The study of lens epithelium in tissue culture was started by Daniel B. Kirby in 1926. He observed the differentiation of the epithelium into lens fibers when the anterior one-third of 52-hour-old chick embryo eyes were cultured in vitro.
In 1929 Kirby, Estey, and Tabor found that cultures of chick embryo lens epithelium were more successful in the regular culture media than when the various constituent inorganic salts were increased more than 25% over the normal. They also found an irregular effect of hypertonic media on these cultures, while a 10% to 15% dilution had a marked depressant action on the growth. When they used a slightly more alkaline medium (pH 8.2), they observed a fairly marked depression of the rate of growth in the cultures.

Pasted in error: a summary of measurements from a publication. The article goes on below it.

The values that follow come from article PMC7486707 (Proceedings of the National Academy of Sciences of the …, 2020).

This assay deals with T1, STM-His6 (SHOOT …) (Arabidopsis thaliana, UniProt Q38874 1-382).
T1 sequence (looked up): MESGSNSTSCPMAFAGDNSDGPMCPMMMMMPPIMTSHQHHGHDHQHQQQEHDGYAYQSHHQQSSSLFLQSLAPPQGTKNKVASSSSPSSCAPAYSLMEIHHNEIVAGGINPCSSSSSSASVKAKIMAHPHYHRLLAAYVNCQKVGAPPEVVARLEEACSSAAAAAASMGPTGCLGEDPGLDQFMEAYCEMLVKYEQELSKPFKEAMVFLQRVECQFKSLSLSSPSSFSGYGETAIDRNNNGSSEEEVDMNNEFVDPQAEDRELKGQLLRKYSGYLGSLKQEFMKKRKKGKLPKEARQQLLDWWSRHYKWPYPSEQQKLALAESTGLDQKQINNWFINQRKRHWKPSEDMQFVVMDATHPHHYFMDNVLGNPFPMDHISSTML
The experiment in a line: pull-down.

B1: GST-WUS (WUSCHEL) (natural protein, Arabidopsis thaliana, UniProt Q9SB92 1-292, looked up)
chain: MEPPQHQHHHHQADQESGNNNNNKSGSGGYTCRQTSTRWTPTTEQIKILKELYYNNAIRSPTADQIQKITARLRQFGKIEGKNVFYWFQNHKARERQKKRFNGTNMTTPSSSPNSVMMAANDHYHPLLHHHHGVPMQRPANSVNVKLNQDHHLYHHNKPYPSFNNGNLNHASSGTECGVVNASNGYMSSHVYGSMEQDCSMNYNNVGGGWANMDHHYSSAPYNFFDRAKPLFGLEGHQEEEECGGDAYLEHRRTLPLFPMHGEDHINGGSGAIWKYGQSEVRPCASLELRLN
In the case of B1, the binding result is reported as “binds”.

In 1932 Kirby, Estey, and Weiner observed that an increase in the glucose content of the medium produced no real effect on the growth
MAMO JG, LEINFELDER PJ. Growth of Lens Epithelium in Culture: I. Characteristics of Growth. AMA Arch Ophthalmol. 1958;59(3):417–419. doi:10.1001/archopht.1958.00940040123014
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